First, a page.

Captain Adventure has finally started using the potty again. I know, I know. HOW NICE, THANK YOU FOR SHARING GEEZ WHAT IS IT WITH PARENTS AND WANTING TO TELL US ALL ABOUT THEIR KIDS’ TOILET HABITS?!?!?!?!
But what makes this exciting is that, well, first of all, he’s four, for Pete’s sake. FOUR. 1-2-3-4. Almost halfway through four, actually, and he has steadfastly refused to even admit a potty exists since a brief flirtation/fascination with it a year ago.
I was beginning to wonder if I would be packing the Pull-Ups in his briefcase when he headed off to work.
But what makes this extremely exciting to me is that he has started not only using the potty, but insisting on using it, RIGHT NOW because he has finally, finally, finally begun to understand the if-then statement.
One of his developmental delays has been around this ability to grasp things like, FIRST we do this, THEN we do that.
IF you do this, THEN you get that.
IF you do that again, THEN I will scream until my voice gives out, you little @*^&@.
He had trouble even with very immediate, very direct things. FIRST sit at the table, THEN I will give you juice.
Honey, sit down. Sit down, and I will get you juice. No, don’t start crying, I’m getting you juice – but I want you to sit down first. Sit down. See? I’ve got the cup. I’ve got the juice. You sit down, right there, at the table, and I will hand you the…sit down. Sit down first. If you sit down, I will hand this to you.
And he stands there reaching out imploringly, screaming like someone is driving bamboo under his toenails. Why won’t the woman just give me the juice?!
So the other night, he was skipping around and around and around the coffee table…and then he suddenly stopped and assumed an expression most parents of toddlers recognize immediately. A look of extreme concentration.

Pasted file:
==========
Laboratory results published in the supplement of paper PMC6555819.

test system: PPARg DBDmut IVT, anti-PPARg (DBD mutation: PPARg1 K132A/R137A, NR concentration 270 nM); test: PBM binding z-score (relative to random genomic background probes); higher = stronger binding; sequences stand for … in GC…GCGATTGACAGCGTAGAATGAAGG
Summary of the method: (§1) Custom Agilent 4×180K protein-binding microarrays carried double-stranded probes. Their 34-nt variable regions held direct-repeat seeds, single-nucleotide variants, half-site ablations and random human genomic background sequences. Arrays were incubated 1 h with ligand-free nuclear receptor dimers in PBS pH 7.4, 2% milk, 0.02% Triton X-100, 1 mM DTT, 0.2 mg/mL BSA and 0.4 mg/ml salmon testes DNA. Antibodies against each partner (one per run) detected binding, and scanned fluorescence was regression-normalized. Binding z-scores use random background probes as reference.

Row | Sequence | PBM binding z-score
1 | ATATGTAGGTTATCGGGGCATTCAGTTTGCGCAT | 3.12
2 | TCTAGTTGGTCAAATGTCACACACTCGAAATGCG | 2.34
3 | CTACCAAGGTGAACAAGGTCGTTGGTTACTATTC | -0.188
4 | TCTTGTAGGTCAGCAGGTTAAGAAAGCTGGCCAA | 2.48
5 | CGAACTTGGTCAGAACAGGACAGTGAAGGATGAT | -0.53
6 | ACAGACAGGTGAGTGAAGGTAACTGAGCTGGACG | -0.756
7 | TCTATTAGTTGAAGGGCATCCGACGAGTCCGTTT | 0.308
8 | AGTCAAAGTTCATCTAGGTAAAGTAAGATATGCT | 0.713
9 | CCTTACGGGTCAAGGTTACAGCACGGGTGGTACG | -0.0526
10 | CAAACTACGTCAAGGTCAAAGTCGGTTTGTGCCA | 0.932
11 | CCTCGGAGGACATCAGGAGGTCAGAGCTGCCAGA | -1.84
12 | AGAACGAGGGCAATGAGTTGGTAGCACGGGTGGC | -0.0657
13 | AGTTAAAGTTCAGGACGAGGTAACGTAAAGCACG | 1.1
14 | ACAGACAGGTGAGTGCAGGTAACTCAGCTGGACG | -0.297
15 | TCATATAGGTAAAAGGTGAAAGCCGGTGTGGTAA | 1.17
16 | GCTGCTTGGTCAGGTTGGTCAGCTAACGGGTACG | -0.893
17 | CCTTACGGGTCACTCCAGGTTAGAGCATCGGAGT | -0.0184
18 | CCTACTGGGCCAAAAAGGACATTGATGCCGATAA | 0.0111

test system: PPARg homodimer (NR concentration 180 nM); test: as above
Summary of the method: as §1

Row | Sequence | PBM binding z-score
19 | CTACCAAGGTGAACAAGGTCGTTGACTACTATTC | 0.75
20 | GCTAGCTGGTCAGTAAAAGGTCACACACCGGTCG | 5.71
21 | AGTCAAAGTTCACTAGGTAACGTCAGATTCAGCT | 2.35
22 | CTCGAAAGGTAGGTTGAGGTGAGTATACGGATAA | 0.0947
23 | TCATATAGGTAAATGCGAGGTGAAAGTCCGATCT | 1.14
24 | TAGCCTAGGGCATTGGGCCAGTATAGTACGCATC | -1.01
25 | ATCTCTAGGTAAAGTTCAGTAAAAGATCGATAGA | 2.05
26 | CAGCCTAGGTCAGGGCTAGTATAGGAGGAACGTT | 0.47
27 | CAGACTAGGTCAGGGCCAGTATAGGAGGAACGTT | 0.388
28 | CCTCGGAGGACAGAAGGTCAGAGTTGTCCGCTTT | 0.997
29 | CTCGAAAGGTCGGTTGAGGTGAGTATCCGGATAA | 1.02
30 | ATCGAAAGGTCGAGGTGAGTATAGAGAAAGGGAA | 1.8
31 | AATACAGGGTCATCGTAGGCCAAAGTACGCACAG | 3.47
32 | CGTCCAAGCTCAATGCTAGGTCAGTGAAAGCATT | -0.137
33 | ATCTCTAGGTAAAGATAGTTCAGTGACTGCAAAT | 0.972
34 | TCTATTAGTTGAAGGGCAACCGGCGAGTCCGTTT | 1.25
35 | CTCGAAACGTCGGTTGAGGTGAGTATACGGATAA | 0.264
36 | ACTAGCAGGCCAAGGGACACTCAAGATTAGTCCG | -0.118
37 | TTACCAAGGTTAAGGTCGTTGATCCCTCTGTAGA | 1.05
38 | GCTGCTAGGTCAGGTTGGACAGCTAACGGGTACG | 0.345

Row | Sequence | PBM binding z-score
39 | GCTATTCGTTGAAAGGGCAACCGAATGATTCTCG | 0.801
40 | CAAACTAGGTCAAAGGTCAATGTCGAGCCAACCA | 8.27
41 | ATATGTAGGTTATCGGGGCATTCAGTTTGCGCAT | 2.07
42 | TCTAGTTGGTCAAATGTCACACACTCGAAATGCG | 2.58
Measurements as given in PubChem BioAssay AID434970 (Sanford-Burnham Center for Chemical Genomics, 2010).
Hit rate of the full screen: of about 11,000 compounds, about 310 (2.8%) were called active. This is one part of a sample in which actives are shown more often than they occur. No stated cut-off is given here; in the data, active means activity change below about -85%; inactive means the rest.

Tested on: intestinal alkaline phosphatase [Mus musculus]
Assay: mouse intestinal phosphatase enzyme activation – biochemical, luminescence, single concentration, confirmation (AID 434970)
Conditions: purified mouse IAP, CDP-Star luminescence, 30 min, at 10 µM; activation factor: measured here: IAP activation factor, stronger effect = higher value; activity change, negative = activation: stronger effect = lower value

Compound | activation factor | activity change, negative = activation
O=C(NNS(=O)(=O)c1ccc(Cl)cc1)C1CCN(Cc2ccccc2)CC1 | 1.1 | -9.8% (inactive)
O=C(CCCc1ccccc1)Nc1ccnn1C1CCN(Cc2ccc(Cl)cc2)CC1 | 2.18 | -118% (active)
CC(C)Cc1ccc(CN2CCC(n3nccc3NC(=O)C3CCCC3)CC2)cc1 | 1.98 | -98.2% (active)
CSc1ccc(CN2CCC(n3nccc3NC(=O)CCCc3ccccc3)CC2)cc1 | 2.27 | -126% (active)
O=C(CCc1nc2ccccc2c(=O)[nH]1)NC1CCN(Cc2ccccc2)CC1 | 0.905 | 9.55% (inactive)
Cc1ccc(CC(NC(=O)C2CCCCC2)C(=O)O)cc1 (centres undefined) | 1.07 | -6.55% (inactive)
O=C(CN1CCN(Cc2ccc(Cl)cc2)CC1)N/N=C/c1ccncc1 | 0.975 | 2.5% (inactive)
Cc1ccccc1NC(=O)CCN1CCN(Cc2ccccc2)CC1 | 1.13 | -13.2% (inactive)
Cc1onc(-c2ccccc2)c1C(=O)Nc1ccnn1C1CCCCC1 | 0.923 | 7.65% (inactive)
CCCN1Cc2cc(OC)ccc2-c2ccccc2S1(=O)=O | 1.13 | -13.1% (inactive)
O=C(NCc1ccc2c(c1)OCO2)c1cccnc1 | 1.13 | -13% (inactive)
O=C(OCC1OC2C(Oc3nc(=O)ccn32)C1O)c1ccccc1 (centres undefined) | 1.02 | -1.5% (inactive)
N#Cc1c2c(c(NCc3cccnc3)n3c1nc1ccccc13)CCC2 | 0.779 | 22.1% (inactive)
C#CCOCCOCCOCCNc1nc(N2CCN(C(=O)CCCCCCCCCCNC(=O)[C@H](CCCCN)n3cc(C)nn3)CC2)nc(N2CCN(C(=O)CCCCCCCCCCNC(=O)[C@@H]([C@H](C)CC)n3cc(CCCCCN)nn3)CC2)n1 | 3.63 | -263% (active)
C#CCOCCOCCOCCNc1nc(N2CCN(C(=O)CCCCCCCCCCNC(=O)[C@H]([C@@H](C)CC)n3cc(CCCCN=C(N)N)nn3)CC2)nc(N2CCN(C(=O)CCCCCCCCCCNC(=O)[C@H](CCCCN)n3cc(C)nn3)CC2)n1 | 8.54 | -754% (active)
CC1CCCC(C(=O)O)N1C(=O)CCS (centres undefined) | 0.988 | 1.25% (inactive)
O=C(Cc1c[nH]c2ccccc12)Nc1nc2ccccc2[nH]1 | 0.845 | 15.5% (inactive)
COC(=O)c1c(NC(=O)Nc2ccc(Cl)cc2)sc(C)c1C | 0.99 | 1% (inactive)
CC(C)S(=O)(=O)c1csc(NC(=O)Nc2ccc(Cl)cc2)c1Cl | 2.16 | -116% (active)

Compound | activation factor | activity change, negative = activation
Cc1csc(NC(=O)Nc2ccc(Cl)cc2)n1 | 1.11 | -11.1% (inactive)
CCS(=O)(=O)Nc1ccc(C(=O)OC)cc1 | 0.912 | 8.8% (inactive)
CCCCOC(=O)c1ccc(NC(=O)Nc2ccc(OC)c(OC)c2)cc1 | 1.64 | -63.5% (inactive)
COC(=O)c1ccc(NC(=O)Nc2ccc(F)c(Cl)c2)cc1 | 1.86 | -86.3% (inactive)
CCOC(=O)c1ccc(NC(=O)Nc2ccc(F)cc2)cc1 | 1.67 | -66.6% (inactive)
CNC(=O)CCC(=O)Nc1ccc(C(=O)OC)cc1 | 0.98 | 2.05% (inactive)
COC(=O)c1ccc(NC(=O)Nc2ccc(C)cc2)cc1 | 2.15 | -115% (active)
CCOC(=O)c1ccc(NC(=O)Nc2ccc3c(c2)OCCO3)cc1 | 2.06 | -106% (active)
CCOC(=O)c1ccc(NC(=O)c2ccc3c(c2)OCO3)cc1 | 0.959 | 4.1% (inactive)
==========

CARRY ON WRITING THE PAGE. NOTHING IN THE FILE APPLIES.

Definitely there is some action going on.
“Hey, Captain Adventure, do you need to go potty?” I asked. He shook his head no and grunted. Uh-huh.
“Hey, buddy, I think you need to go potty,” I suggested. This is a delicate thing. Push too hard and he’ll go into meltdown…but at the same time…COME ON, KID!!! I’ve been changing diapers non-stop for more than ten years, cut me a break, will ya?!?!
“No,” he gasped. Not gonna do it. No way, no how, I like me m’Pull-Ups…
“Hey. Captain Adventure? If you use the potty, then you can pick a treat from the bas-” ZOOM! He was in the bathroom with his pants down working mightily toward getting a treat. “-ket.”
Whoa. Behold the power of the Reward Basket, people! He did it twice yesterday, and this morning flat out refused to come out of the bathroom until he had done some business…and collected a reward. He was within moment of having to get on the bus without any breakfast, but by God, he went in the potty and got a bag of fruit snacks.
I almost sprained my wrist giving Daddy a high five.
These are the things that you just never think you will get all swoon-y about, when you envision raising children. I mean, sure. There’s a definite thrill involved as a child graduates from diapers to potty for the parents. Each time, I was relieved that there was one more little bottom I didn’t have to wipe five-six-ten times a day, ya know?
But Captain Adventure adds a unique kind of joy to these mundane domestic moments. Things that our typically-developing daughters achieved to little more than a sigh of relief, or an absent-minded, “Wow, smart kid, huh?”, from him bring tears to our eyes.
Each time we can talk him away from a meltdown, each time we can use reason when he’s heading for a hissy fit, each time he thinks something is cool and wants us to see it, too…little things I frankly took for granted with my other children.
Each time he hurts himself and comes to me for cuddles and kisses…each time he asks for a favorite show by name…each time he uses specific words to tell me what he wants…each time I understand him…each time he understands me…it’s a thrill of victory.
He understands that if he uses the potty, then he can select a reward from the basket. And he understood it without me having to get the basket and lead him to the potty, and hold the basket in front of him saying, “IF you use the potty, THEN you can have something from this…” and physically leading him through what I was trying to say…with him just not getting it and going hysterical because he doesn’t want that potty-thing, he wants the reward, he wants the reward, he wants the reward, why are you not giving me the reward, it’s right there, RIGHT THERE IN YOUR HANDS…!!!!! NO, NOT THE POTTY-THING, THE REWARD! ARGH!!!!
He could see the basket in his mind’s eye, and understood what I was saying without having to be physically taken there. He got it, and he acted on it.
My God, it’s exciting, heady stuff.
Or what passes for it, around these parts.
Tune in next time, when I’ll get all dewy-eyed because Danger Mouse remembered something she was only told 7,176 times to do.
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